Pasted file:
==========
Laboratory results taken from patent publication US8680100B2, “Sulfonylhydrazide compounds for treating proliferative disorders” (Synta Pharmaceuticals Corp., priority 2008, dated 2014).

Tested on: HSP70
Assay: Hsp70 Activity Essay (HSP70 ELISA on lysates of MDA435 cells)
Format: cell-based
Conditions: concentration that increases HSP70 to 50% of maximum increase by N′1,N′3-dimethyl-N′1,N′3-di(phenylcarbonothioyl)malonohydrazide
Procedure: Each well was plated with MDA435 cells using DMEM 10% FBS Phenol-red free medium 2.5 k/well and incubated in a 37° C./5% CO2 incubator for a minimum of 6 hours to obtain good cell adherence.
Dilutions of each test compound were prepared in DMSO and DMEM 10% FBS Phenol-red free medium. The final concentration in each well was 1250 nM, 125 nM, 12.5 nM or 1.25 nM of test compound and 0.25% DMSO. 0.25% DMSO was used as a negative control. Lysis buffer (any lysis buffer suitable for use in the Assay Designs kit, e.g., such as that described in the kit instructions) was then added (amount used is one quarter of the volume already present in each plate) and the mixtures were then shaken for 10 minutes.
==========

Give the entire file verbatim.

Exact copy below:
Laboratory results taken from patent publication US8680100B2, “Sulfonylhydrazide compounds for treating proliferative disorders” (Synta Pharmaceuticals Corp., priority 2008, dated 2014).

Tested on: HSP70
Assay: Hsp70 Activity Essay (HSP70 ELISA on lysates of MDA435 cells)
Format: cell-based
Conditions: concentration that increases HSP70 to 50% of maximum increase by N′1,N′3-dimethyl-N′1,N′3-di(phenylcarbonothioyl)malonohydrazide
Procedure: Each well was plated with MDA435 cells using DMEM 10% FBS Phenol-red free medium 2.5 k/well and incubated in a 37° C./5% CO2 incubator for a minimum of 6 hours to obtain good cell adherence.
Dilutions of each test compound were prepared in DMSO and DMEM 10% FBS Phenol-red free medium. The final concentration in each well was 1250 nM, 125 nM, 12.5 nM or 1.25 nM of test compound and 0.25% DMSO. 0.25% DMSO was used as a negative control. Lysis buffer (any lysis buffer suitable for use in the Assay Designs kit, e.g., such as that described in the kit instructions) was then added (amount used is one quarter of the volume already present in each plate) and the mixtures were then shaken for 10 minutes.